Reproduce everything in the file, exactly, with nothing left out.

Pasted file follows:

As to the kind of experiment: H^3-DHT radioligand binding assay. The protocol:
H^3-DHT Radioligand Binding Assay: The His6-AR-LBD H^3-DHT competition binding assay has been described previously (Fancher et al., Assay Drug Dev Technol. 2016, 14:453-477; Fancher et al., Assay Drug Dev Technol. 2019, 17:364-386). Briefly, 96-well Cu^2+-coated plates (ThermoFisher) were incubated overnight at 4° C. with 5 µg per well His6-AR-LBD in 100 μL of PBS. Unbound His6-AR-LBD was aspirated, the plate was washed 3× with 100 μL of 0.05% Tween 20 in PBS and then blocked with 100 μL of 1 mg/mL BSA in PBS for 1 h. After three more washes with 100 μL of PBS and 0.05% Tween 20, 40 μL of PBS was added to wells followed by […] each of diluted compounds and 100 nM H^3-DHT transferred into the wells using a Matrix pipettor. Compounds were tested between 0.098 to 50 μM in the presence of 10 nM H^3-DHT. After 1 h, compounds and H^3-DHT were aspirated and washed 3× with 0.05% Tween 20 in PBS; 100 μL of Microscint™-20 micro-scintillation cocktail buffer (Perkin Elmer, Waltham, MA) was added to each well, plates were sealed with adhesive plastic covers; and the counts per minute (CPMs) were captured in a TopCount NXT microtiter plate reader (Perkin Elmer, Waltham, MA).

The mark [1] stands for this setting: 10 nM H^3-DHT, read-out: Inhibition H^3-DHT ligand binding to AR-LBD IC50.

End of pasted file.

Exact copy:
As to the kind of experiment: H^3-DHT radioligand binding assay. The protocol:
H^3-DHT Radioligand Binding Assay: The His6-AR-LBD H^3-DHT competition binding assay has been described previously (Fancher et al., Assay Drug Dev Technol. 2016, 14:453-477; Fancher et al., Assay Drug Dev Technol. 2019, 17:364-386). Briefly, 96-well Cu^2+-coated plates (ThermoFisher) were incubated overnight at 4° C. with 5 µg per well His6-AR-LBD in 100 μL of PBS. Unbound His6-AR-LBD was aspirated, the plate was washed 3× with 100 μL of 0.05% Tween 20 in PBS and then blocked with 100 μL of 1 mg/mL BSA in PBS for 1 h. After three more washes with 100 μL of PBS and 0.05% Tween 20, 40 μL of PBS was added to wells followed by […] each of diluted compounds and 100 nM H^3-DHT transferred into the wells using a Matrix pipettor. Compounds were tested between 0.098 to 50 μM in the presence of 10 nM H^3-DHT. After 1 h, compounds and H^3-DHT were aspirated and washed 3× with 0.05% Tween 20 in PBS; 100 μL of Microscint™-20 micro-scintillation cocktail buffer (Perkin Elmer, Waltham, MA) was added to each well, plates were sealed with adhesive plastic covers; and the counts per minute (CPMs) were captured in a TopCount NXT microtiter plate reader (Perkin Elmer, Waltham, MA).

The mark [1] stands for this setting: 10 nM H^3-DHT, read-out: Inhibition H^3-DHT ligand binding to AR-LBD IC50.